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Better Than an Outside Shot
Jack McCallum
June 12, 2006
The best pure shooter for a big man since Larry Bird, Dallas forward Dirk Nowitzki may no longer be the most overlooked superstar in the NBA by the time the championship series is over
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June 12, 2006

Better Than An Outside Shot

The best pure shooter for a big man since Larry Bird, Dallas forward Dirk Nowitzki may no longer be the most overlooked superstar in the NBA by the time the championship series is over

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DIRK NOWITZKI shook his head in mock exasperation. "Those damn Germans," he said. Yet another TV crew from Deutschland had kept him from his appointment with a cold beer or two back in the Dallas Mavericks' locker room. "This is a big story [in Germany]," he said last Saturday night, stating the obvious, after he had scored 24 points in the Mavs' 102-93 Game 6 Western Conference finals victory over the Phoenix Suns that sent Dallas to its first NBA championship series.

The question is: How big a story is Nowitzki in the U.S.? We'll find out over the next couple of weeks, but one could argue that no NBA superstar is as overlooked as Nowitzki, who finished 21st in this year's All-Star Game voting. ( Houston's Tracy McGrady got three times more votes than Nowitzki for doing three times less.) There is no doubt that Shaquille O'Neal's oversized personality and oversized body will dominate the gestalt of the Finals, whether his Miami Heat beats Nowitzki's club. And if you're looking for Mavs story lines, you'll probably turn first to undersized coach Avery Johnson and his oversized personality, then to normal-sized owner Mark Cuban and his oversized personality.

But Dallas's on-court fortunes will surely rest on the performance of the 7-foot Nowitzki, "the man we look to on every possession, every minute, every night of the year," as point guard Jason Terry puts it. You wonder if Nowitzki, who is in his eighth season, is one of the game's true prototypes; in his case the 7-footer who thrives--not just plays, thrives--on the perimeter. "Obviously, [ Minnesota's] Kevin Garnett is a great player who can shoot from the outside," says Suns coach Mike D'Antoni, who watched Nowitzki lay 50 points on his team in Dallas's 117-101 series-turning Game 5 victory last Thursday night, "but in Dirk's case, you're talking about one of the great shooters ever to play the game, a guy in Larry Bird's class as a pure shooter. Then you add the fact that he's seven feet tall."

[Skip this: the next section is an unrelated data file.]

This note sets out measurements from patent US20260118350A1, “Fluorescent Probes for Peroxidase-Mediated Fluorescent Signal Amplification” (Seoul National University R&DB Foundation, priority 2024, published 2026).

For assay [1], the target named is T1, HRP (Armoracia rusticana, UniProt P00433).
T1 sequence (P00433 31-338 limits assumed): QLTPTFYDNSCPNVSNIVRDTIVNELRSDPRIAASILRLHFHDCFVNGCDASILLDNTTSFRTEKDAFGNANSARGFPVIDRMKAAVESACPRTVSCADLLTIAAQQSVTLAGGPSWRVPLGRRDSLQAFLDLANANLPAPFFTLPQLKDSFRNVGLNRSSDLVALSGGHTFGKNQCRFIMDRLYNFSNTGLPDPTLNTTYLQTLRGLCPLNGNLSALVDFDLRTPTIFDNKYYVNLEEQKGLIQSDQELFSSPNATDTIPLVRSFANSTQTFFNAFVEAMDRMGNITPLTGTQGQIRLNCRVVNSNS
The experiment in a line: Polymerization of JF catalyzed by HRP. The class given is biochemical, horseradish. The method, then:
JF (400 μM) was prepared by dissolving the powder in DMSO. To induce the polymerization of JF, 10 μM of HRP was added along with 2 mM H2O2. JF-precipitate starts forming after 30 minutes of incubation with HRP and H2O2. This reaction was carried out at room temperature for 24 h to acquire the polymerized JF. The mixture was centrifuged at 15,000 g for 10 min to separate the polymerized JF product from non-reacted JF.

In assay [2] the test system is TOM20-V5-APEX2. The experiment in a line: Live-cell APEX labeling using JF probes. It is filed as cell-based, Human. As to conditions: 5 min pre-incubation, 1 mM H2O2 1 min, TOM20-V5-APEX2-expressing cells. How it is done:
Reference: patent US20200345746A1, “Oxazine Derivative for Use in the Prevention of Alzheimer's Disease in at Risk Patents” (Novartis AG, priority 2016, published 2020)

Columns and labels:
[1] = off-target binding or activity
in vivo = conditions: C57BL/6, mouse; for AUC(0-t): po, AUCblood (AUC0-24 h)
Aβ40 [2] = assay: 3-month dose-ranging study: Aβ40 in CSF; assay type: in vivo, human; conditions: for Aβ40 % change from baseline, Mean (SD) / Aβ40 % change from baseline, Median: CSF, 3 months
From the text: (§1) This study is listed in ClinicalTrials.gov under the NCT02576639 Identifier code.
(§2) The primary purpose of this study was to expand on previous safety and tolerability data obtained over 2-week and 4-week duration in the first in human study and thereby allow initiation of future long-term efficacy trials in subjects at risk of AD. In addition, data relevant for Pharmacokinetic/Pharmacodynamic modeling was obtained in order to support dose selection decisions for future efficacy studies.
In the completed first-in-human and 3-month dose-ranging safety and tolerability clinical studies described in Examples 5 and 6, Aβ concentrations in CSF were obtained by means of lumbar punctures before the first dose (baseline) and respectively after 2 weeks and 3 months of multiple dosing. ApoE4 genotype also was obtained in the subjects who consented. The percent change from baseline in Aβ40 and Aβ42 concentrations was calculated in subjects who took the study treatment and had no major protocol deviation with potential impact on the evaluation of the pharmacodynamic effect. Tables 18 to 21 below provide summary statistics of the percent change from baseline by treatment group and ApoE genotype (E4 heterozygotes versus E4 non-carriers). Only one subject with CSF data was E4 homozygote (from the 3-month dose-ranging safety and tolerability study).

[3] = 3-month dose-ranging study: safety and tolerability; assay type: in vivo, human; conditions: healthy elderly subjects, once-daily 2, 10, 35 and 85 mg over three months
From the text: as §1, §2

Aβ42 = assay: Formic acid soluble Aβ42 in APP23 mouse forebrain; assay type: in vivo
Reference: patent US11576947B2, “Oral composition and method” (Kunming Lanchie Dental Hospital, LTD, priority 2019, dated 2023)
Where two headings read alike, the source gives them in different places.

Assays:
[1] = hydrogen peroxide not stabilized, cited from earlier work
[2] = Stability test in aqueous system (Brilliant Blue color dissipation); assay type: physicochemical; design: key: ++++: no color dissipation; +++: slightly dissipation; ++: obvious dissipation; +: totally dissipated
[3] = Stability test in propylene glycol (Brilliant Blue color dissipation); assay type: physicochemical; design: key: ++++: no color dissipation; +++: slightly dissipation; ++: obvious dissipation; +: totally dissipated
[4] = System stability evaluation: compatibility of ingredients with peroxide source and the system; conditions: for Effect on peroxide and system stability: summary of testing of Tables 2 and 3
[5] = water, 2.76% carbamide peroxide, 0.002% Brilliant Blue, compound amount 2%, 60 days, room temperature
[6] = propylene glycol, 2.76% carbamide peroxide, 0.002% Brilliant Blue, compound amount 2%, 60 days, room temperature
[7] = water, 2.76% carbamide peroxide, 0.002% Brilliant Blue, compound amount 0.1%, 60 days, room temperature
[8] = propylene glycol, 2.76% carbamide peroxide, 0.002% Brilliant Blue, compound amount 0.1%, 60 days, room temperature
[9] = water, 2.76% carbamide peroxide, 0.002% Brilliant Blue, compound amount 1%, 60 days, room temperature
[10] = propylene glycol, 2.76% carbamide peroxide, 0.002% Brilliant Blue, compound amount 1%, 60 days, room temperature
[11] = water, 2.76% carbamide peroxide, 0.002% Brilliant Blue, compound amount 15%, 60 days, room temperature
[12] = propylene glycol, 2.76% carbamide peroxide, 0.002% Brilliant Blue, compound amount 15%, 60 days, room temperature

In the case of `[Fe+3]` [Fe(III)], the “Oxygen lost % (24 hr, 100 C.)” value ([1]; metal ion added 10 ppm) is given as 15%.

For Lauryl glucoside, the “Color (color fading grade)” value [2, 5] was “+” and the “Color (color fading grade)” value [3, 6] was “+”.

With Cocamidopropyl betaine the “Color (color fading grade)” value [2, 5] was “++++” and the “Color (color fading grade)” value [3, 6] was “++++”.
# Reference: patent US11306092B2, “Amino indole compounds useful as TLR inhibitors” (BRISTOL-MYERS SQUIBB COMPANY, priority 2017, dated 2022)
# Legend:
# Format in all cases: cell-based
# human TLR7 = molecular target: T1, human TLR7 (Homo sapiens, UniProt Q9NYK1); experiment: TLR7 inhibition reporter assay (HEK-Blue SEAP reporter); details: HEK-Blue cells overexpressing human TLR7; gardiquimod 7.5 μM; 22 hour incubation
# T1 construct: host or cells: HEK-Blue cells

A giant who prefers the perimeter is inevitably viewed as being soft, and, indeed, that tag has followed Nowitzki from his native W�rzburg to Big D. He no doubt needed the Mavs' ascendancy to help invalidate the premise, but it has always been flawed. Nowitzki is a terrific rebounder (his career number is 8.5 per game, but he has averaged nine or more in five of the last six seasons) and a willing competitor, whose career playoff mark of 25.9 points per game exceeds his regular-season rate of 22.0. The jokes about his defense were an uncontested layup for his critics (he is known as "Irk", as in no D), but being a mediocre defender does not necessarily equate with softness. Nowitzki's best buddy, Phoenix point guard Steve Nash, is a mediocre defender, yet Nash is called "spunky" and "feisty" and all sorts of other nice things--not to mention "two-time MVP."

There is a certain heavy-footed ponderousness to Nowitzki's defense, but the same can be said of his exquisite offense--he often bulls his way to wherever he needs to go with a slow-motion, back-down dribble. And while Nowitzki has virtually no crossover move, he doesn't need one because his spin step is so effective. The Suns talked about trying to "catch his spin" with a second defender, but, like most every other team, had no success because Nowitzki is too strong and too skilled.

The fact that he doesn't post up more has also contributed to his rep for being soft. But questioning why Nowitzki doesn't score the majority of his points near the basket is like asking why Kareem Abdul-Jabbar didn't score the majority of his points from the perimeter. Nowitzki's fallaway jumper is the game's most unblockable shot since Abdul-Jabbar's skyhook. "You just can't get it," says Suns center Boris Diaw, "so there is no use trying."

In the conference semifinals against San Antonio, Nowitzki invented a new position halfway between the low box and the perimeter by posting up the smaller Spurs defenders at the foul line. So when a deadly 7-foot shooter has it 15 feet from the basket, what are you going to do about it?

Whatever Miami decides to do with Nowitzki--6'8" power forward Udonis Haslem will likely draw the defensive assignment (box, page 44)--he is sure to be the Heat's biggest headache in the Finals, which were to begin Thursday in Dallas. Meaning that the next complaint you hear about "those damn Germans" might be coming from Shaq & Co.